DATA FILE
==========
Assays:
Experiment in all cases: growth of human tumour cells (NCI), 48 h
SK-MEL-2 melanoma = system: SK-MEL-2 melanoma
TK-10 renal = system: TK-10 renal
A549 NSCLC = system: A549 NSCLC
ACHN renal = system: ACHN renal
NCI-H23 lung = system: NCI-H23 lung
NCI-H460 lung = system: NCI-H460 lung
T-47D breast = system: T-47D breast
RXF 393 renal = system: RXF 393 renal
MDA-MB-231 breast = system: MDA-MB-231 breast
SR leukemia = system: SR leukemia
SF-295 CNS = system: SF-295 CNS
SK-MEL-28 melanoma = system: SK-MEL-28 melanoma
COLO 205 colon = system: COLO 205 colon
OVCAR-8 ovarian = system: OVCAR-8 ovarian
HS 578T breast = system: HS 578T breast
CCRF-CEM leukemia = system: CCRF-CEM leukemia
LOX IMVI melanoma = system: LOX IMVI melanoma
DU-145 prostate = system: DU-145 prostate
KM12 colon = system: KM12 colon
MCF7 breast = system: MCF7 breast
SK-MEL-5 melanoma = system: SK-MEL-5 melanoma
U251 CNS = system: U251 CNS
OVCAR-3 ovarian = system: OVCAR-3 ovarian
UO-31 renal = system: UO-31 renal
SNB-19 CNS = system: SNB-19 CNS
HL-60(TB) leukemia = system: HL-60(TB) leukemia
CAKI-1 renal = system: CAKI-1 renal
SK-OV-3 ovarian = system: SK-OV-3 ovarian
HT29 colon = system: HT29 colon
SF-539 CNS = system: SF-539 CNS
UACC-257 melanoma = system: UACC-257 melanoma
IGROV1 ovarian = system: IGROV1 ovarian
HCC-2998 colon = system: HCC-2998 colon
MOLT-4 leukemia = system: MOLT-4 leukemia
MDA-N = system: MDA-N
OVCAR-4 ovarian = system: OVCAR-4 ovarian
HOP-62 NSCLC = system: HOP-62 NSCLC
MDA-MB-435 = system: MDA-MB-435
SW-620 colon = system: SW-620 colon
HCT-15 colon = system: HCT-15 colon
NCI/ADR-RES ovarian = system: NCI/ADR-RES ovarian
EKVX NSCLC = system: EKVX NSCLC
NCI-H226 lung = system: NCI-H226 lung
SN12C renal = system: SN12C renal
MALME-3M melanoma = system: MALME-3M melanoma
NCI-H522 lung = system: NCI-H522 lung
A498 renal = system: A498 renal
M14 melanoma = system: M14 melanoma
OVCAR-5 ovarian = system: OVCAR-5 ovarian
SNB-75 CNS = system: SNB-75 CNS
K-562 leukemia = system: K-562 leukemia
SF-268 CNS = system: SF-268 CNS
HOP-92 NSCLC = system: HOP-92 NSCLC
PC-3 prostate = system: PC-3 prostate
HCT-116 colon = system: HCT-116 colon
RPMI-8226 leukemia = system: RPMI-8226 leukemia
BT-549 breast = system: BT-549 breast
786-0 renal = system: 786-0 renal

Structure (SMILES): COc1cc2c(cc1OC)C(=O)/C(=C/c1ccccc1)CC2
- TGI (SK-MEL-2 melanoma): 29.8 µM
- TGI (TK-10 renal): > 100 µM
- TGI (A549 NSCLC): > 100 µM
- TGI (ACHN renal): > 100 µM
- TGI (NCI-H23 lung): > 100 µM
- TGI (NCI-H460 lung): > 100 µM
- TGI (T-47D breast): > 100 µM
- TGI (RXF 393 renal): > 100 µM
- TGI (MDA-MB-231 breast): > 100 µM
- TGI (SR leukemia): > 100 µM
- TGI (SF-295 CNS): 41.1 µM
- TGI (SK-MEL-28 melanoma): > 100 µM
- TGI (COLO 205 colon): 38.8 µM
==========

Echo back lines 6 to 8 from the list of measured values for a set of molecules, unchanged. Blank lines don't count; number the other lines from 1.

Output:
ACHN renal = system: ACHN renal
NCI-H23 lung = system: NCI-H23 lung
NCI-H460 lung = system: NCI-H460 lung